Reginald Owen in 'A Christmas Carol' (1938)
It's not the first 'Christmas Carol' on film (that was in 1901) and it's definitely not the most accurate. British character actor Reginald Owen (you may remember him as Admiral Boom in 'Mary Poppins') makes a suitably crotchety Scrooge. But wow, did they get it wrong with Bob Cratchit: Instead of the poverty-stricken, starving clerk we expect, he and his whole family are amply housed, well-dressed and even -- dare we say -- plump!
Alastair Sim in 'A Christmas Carol' (1951)
On any movie message board, this adaptation gets comments like, "Absolutely the best version ever!" (Although you may find it listed under the more-Googled title 'Scrooge.') Alastair Sim is the quintessential Scrooge, the one you probably picture without realizing it. You'd have to be a pretty devoted movie buff to recognize the rest of the cast, but if you're looking for the most faithful, most Dickensian 'Carol,' this is it. Just be sure you avoid the colorized version!
Albert Finney in 'Scrooge' (1970)
Albert Finney as a singing and dancing Scrooge? Maybe that's why this was the last big-screen version to hit theaters for at least a decade! The story hasn't changed much, but by 1970, special effects had improved to the point where the lost souls Marley points out to Scrooge are truly frightening! Marley, by the way, is none other than future Jedi master Alec Guinness. Who, mercifully, does not sing. Or dance.
Animated Alastair Sim in 'A Christmas Carol' (1971)
This faithful animated version was modeled on the book's original illustrations, features the voice of iconic Scrooge Alastair Sim, and comes from Chuck Jones, the man who created Wile E. Coyote and brought us the original 'How The Grinch Stole Christmas.' Why then, isn't it shown every Christmas, like 'The Grinch?' Because it's really damn dark, that's why! Many a young child was scared out of their wits when Jacob Marley (easily the most terrifying one we've ever seen) removes the cloth from around his head and his jaw drops all the way to the floor! Sadly, it's not on DVD, but it is on Youtube.
Scrooge McDuck in 'Mickey's Christmas Carol' (1983)
Of course Scrooge McDuck is the only Disney character to play Scrooge! And that leaves Mickey Mouse as a stuttering Bob Cratchit, who's so meek, he even does Scrooge's laundry for him. Jiminy Cricket is the Ghost of Christmas Past and Goofy is his usual clumsy self (and not at all scary) as the ghost of Marley. The only scary bit, really, is a brief glimpse of the fire and brimstone awaiting Scrooge if he doesn't change his ways. Scrooge's redemption takes place in a brisk 30 minutes, ending with Tiny Tim happily tearing into a bag of toys.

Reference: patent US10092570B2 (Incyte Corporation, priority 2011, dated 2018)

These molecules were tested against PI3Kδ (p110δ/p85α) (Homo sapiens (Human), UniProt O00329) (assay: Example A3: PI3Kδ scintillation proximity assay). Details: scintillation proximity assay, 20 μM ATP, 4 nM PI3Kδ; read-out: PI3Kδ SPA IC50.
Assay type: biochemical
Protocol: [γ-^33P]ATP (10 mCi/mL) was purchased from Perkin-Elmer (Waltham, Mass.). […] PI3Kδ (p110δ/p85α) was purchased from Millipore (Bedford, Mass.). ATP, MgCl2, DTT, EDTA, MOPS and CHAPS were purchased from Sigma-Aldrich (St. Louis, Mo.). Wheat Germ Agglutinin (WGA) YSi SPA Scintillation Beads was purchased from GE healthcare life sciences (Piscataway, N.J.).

George C. Scott in 'A Christmas Carol' (1984)
George C. Scott "Bah, humbugs" better than any other Scrooge we've seen; after all, he perfected his intimidating scowl in his Oscar-winning role as General Patton. His transformation from an embittered old man into a kindly, benevolent soul is among the most convincing. We particularly love the scene where he surprises the Cratchits with a goose so big it dwarfs Tiny Tim; his delight in their utter confusion and the mischievous twinkle in his eye are the only remainders of his former self.
Rowan Atkinson in 'Blackadder's Christmas Carol' (1988)
If you enjoy the delicious reversal of a Scrooge who transforms from the "kindest and loveliest man in all of England" into the meanest, this is the Christmas special for you. Rowan Atkinson stars as Ebenezer Blackadder, who, thanks to glimpses of his witty, wicked ancestors, turns rotten to the core. Look for an incredibly young and silly Hugh Laurie as the dimwitted Prince Regent and Robbie Coltrane ('Harry Potter''s Hagrid) as a booze-swilling Christmas Spirit.
Bill Murray in 'Scrooged' (1988)
No one does selfish cynicism better than Bill Murray. In this underrated update, he's a TV executive trying to mount a production of 'A Christmas Carol' with Buddy Hackett as Scrooge. Of course, he's the real Scrooge and is shown the error of his ways by three spirits: A cigar-smoking taxi driver as Christmas Past and Carole Kane as a a literally ball-busting Ghost of Christmas Present. And when Murray meets the grim Ghost of Christmas Future in the elevator, he mistakes him for a lost extra!
Michael Caine in 'The Muppet Christmas Carol' (1992)
It goes without saying that Michael Caine makes an excellent Scrooge. We just wonder how he got talked into starring with singing fruits and vegetables! Here we get not just one Marley but two (Balcony critics Statler and Waldorf) and a Mrs. Cratchit (Miss Piggy) who harumphs more than Scrooge does. If this one doesn't make you feel as warm and fuzzy as Fozzie Bear (who shows up as Fozziwig!), you may be due for some ghostly browbeating yourself!
Patrick Stewart in 'A Christmas Carol' (1999)
For many years, Patrick Stewart put on a one-man stage show in which he played every character, from Fezziwig to Tiny Tim. In this TV movie, he only takes on the title role, but he does it with his usual authority and panache. We love the scene on Christmas morning, where Scrooge tries to embrace his newfound humanity by laughing ... and can't remember how! Richard E. Grant, so adept at playing villains himself, makes an endearingly soft-spoken Cratchit.